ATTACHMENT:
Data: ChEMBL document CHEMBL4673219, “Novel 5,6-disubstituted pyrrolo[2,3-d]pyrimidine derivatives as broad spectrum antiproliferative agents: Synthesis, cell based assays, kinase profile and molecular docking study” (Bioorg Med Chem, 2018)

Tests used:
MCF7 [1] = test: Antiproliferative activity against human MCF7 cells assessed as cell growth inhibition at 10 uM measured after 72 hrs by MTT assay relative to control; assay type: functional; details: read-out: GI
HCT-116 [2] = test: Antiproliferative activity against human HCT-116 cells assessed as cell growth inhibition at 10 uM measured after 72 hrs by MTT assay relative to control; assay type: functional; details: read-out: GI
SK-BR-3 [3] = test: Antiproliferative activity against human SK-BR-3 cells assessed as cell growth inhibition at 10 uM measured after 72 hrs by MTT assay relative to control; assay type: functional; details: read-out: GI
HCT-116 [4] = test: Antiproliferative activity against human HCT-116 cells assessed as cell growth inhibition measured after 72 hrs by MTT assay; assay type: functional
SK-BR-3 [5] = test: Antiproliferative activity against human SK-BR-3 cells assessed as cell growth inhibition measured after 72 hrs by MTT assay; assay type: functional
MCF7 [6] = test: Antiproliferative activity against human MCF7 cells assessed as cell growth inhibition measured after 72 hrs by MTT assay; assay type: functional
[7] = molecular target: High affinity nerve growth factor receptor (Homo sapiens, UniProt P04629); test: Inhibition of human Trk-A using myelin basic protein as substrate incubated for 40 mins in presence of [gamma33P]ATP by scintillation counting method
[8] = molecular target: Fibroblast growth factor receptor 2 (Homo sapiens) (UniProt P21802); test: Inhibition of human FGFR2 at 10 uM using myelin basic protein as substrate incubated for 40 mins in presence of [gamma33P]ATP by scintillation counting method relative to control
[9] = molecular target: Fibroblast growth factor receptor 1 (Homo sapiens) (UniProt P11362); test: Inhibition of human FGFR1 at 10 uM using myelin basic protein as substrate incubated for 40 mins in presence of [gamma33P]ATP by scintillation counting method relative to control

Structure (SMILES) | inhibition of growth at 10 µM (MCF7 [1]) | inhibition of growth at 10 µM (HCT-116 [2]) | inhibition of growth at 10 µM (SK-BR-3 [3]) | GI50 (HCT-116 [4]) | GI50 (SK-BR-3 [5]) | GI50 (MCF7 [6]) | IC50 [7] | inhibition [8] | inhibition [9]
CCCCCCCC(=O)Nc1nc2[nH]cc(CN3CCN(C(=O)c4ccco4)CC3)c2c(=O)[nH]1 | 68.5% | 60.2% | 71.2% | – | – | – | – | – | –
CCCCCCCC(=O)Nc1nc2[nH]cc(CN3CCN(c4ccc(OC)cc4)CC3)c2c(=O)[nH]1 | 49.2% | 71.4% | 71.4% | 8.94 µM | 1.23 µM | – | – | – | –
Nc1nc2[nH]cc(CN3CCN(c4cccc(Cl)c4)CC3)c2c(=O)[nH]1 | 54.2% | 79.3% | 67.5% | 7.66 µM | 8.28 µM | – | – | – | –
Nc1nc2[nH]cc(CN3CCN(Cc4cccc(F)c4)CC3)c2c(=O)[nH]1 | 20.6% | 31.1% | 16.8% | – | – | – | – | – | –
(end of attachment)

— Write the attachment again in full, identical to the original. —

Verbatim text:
Data: ChEMBL document CHEMBL4673219, “Novel 5,6-disubstituted pyrrolo[2,3-d]pyrimidine derivatives as broad spectrum antiproliferative agents: Synthesis, cell based assays, kinase profile and molecular docking study” (Bioorg Med Chem, 2018)

Tests used:
MCF7 [1] = test: Antiproliferative activity against human MCF7 cells assessed as cell growth inhibition at 10 uM measured after 72 hrs by MTT assay relative to control; assay type: functional; details: read-out: GI
HCT-116 [2] = test: Antiproliferative activity against human HCT-116 cells assessed as cell growth inhibition at 10 uM measured after 72 hrs by MTT assay relative to control; assay type: functional; details: read-out: GI
SK-BR-3 [3] = test: Antiproliferative activity against human SK-BR-3 cells assessed as cell growth inhibition at 10 uM measured after 72 hrs by MTT assay relative to control; assay type: functional; details: read-out: GI
HCT-116 [4] = test: Antiproliferative activity against human HCT-116 cells assessed as cell growth inhibition measured after 72 hrs by MTT assay; assay type: functional
SK-BR-3 [5] = test: Antiproliferative activity against human SK-BR-3 cells assessed as cell growth inhibition measured after 72 hrs by MTT assay; assay type: functional
MCF7 [6] = test: Antiproliferative activity against human MCF7 cells assessed as cell growth inhibition measured after 72 hrs by MTT assay; assay type: functional
[7] = molecular target: High affinity nerve growth factor receptor (Homo sapiens, UniProt P04629); test: Inhibition of human Trk-A using myelin basic protein as substrate incubated for 40 mins in presence of [gamma33P]ATP by scintillation counting method
[8] = molecular target: Fibroblast growth factor receptor 2 (Homo sapiens) (UniProt P21802); test: Inhibition of human FGFR2 at 10 uM using myelin basic protein as substrate incubated for 40 mins in presence of [gamma33P]ATP by scintillation counting method relative to control
[9] = molecular target: Fibroblast growth factor receptor 1 (Homo sapiens) (UniProt P11362); test: Inhibition of human FGFR1 at 10 uM using myelin basic protein as substrate incubated for 40 mins in presence of [gamma33P]ATP by scintillation counting method relative to control

Structure (SMILES) | inhibition of growth at 10 µM (MCF7 [1]) | inhibition of growth at 10 µM (HCT-116 [2]) | inhibition of growth at 10 µM (SK-BR-3 [3]) | GI50 (HCT-116 [4]) | GI50 (SK-BR-3 [5]) | GI50 (MCF7 [6]) | IC50 [7] | inhibition [8] | inhibition [9]
CCCCCCCC(=O)Nc1nc2[nH]cc(CN3CCN(C(=O)c4ccco4)CC3)c2c(=O)[nH]1 | 68.5% | 60.2% | 71.2% | – | – | – | – | – | –
CCCCCCCC(=O)Nc1nc2[nH]cc(CN3CCN(c4ccc(OC)cc4)CC3)c2c(=O)[nH]1 | 49.2% | 71.4% | 71.4% | 8.94 µM | 1.23 µM | – | – | – | –
Nc1nc2[nH]cc(CN3CCN(c4cccc(Cl)c4)CC3)c2c(=O)[nH]1 | 54.2% | 79.3% | 67.5% | 7.66 µM | 8.28 µM | – | – | – | –
Nc1nc2[nH]cc(CN3CCN(Cc4cccc(F)c4)CC3)c2c(=O)[nH]1 | 20.6% | 31.1% | 16.8% | – | – | – | – | – | –